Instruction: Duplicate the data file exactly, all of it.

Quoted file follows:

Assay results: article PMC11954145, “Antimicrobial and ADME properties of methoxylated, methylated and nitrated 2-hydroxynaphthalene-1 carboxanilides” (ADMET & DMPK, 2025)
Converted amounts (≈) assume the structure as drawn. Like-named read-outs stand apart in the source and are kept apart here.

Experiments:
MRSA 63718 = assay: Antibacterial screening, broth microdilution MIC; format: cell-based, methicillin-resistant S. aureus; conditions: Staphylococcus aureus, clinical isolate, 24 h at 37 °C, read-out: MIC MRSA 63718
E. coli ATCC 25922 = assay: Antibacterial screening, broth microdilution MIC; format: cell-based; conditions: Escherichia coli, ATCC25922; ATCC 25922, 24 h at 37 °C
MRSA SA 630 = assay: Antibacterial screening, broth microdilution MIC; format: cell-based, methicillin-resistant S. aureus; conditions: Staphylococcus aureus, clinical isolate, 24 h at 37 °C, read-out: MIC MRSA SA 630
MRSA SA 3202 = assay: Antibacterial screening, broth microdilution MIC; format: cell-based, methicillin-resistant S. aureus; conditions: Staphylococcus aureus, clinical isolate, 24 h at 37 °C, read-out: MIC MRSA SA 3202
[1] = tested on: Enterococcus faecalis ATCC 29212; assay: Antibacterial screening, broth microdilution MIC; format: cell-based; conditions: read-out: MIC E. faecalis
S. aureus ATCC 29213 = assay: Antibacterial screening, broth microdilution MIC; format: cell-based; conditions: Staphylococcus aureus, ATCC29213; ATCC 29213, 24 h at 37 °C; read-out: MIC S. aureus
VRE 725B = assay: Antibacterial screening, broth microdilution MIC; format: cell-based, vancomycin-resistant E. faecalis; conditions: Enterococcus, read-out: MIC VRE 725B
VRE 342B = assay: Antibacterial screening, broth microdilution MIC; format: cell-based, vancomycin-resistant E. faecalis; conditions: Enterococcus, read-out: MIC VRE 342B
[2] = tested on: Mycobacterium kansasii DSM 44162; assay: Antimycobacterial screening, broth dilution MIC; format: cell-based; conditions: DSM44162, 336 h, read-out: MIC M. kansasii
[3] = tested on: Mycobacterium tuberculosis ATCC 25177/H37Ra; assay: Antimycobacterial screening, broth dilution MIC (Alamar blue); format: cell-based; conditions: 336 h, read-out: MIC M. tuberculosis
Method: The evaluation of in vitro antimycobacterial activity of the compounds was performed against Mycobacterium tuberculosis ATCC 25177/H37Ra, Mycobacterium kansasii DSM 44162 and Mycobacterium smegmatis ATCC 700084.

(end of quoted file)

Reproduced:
Assay results: article PMC11954145, “Antimicrobial and ADME properties of methoxylated, methylated and nitrated 2-hydroxynaphthalene-1 carboxanilides” (ADMET & DMPK, 2025)
Converted amounts (≈) assume the structure as drawn. Like-named read-outs stand apart in the source and are kept apart here.

Experiments:
MRSA 63718 = assay: Antibacterial screening, broth microdilution MIC; format: cell-based, methicillin-resistant S. aureus; conditions: Staphylococcus aureus, clinical isolate, 24 h at 37 °C, read-out: MIC MRSA 63718
E. coli ATCC 25922 = assay: Antibacterial screening, broth microdilution MIC; format: cell-based; conditions: Escherichia coli, ATCC25922; ATCC 25922, 24 h at 37 °C
MRSA SA 630 = assay: Antibacterial screening, broth microdilution MIC; format: cell-based, methicillin-resistant S. aureus; conditions: Staphylococcus aureus, clinical isolate, 24 h at 37 °C, read-out: MIC MRSA SA 630
MRSA SA 3202 = assay: Antibacterial screening, broth microdilution MIC; format: cell-based, methicillin-resistant S. aureus; conditions: Staphylococcus aureus, clinical isolate, 24 h at 37 °C, read-out: MIC MRSA SA 3202
[1] = tested on: Enterococcus faecalis ATCC 29212; assay: Antibacterial screening, broth microdilution MIC; format: cell-based; conditions: read-out: MIC E. faecalis
S. aureus ATCC 29213 = assay: Antibacterial screening, broth microdilution MIC; format: cell-based; conditions: Staphylococcus aureus, ATCC29213; ATCC 29213, 24 h at 37 °C; read-out: MIC S. aureus
VRE 725B = assay: Antibacterial screening, broth microdilution MIC; format: cell-based, vancomycin-resistant E. faecalis; conditions: Enterococcus, read-out: MIC VRE 725B
VRE 342B = assay: Antibacterial screening, broth microdilution MIC; format: cell-based, vancomycin-resistant E. faecalis; conditions: Enterococcus, read-out: MIC VRE 342B
[2] = tested on: Mycobacterium kansasii DSM 44162; assay: Antimycobacterial screening, broth dilution MIC; format: cell-based; conditions: DSM44162, 336 h, read-out: MIC M. kansasii
[3] = tested on: Mycobacterium tuberculosis ATCC 25177/H37Ra; assay: Antimycobacterial screening, broth dilution MIC (Alamar blue); format: cell-based; conditions: 336 h, read-out: MIC M. tuberculosis
Method: The evaluation of in vitro antimycobacterial activity of the compounds was performed against Mycobacterium tuberculosis ATCC 25177/H37Ra, Mycobacterium kansasii DSM 44162 and Mycobacterium smegmatis ATCC 700084.